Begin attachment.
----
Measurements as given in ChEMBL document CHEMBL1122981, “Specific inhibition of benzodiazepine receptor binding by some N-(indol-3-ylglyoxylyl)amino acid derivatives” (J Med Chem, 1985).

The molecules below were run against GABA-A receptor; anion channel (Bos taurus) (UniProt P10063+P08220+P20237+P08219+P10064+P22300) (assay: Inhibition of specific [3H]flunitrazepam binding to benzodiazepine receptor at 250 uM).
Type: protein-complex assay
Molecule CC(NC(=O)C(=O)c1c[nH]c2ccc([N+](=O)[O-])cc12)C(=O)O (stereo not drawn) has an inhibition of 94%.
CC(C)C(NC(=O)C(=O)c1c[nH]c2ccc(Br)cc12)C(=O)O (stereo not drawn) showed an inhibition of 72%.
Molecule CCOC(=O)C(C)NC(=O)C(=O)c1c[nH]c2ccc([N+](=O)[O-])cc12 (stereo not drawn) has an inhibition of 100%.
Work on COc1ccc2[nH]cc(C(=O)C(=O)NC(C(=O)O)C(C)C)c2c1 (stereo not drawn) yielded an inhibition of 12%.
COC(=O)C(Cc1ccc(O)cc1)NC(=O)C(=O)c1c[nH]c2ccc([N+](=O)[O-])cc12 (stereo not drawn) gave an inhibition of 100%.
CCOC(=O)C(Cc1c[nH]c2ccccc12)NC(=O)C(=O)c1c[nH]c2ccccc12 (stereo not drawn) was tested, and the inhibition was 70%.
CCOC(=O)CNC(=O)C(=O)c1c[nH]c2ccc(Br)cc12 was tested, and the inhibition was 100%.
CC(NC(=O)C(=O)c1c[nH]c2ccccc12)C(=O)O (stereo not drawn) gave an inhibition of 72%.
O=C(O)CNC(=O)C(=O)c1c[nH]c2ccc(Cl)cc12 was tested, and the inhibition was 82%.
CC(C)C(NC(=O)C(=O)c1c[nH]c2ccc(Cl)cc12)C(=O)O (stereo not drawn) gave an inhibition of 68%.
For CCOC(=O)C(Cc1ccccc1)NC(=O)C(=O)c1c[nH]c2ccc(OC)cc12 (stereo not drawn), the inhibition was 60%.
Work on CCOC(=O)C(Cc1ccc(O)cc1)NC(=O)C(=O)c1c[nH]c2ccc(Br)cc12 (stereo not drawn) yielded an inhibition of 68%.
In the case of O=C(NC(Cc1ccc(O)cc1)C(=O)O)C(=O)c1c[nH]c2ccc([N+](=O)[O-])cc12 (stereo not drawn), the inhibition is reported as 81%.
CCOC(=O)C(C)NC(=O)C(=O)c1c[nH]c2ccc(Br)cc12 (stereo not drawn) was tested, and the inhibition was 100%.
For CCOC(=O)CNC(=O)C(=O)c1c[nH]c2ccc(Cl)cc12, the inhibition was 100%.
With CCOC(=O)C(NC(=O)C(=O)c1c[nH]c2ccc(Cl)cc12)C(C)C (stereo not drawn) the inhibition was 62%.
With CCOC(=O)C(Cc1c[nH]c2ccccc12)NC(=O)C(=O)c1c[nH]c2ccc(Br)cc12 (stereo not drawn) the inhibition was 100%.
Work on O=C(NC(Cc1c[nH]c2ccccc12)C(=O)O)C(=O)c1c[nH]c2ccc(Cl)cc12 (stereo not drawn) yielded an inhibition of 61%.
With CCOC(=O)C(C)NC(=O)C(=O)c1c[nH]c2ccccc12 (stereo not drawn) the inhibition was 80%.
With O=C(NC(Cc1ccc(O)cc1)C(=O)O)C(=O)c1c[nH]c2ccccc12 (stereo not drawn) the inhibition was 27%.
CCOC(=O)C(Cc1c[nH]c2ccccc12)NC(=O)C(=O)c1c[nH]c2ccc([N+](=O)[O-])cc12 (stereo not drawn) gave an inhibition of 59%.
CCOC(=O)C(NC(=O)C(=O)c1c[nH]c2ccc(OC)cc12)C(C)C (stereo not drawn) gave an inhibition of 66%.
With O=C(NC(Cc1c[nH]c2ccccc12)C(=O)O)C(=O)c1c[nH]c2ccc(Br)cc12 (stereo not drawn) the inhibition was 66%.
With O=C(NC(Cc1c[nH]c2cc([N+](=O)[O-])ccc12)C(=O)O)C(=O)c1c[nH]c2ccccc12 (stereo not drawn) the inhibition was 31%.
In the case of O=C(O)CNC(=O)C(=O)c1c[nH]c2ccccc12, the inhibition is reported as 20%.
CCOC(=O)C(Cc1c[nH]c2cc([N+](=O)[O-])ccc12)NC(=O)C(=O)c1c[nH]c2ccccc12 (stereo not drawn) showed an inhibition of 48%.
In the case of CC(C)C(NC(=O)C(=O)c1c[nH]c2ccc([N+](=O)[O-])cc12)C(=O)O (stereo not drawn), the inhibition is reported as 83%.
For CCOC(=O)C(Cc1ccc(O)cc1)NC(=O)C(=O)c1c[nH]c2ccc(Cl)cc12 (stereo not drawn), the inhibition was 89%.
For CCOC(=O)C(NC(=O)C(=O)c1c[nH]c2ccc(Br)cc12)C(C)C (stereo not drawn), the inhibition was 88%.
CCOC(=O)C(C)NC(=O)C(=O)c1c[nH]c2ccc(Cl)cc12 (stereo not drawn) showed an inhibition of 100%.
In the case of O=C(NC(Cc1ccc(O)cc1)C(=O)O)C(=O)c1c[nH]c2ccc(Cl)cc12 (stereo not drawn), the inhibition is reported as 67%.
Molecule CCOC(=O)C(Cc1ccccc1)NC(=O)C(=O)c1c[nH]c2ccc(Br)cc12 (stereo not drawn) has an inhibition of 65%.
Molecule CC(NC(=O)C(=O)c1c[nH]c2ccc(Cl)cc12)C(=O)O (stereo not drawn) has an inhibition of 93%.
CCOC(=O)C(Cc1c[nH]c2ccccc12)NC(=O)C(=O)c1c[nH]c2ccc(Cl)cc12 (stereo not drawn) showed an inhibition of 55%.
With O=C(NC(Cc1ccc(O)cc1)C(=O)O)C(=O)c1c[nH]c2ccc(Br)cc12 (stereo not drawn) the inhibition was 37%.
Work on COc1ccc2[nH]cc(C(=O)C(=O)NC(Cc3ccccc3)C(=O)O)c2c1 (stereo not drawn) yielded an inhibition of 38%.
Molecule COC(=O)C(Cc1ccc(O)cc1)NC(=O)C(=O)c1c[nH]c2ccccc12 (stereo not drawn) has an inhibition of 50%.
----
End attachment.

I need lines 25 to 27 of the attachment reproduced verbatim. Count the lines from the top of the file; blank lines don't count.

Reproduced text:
CCOC(=O)C(NC(=O)C(=O)c1c[nH]c2ccc(OC)cc12)C(C)C (stereo not drawn) gave an inhibition of 66%.
With O=C(NC(Cc1c[nH]c2ccccc12)C(=O)O)C(=O)c1c[nH]c2ccc(Br)cc12 (stereo not drawn) the inhibition was 66%.
With O=C(NC(Cc1c[nH]c2cc([N+](=O)[O-])ccc12)C(=O)O)C(=O)c1c[nH]c2ccccc12 (stereo not drawn) the inhibition was 31%.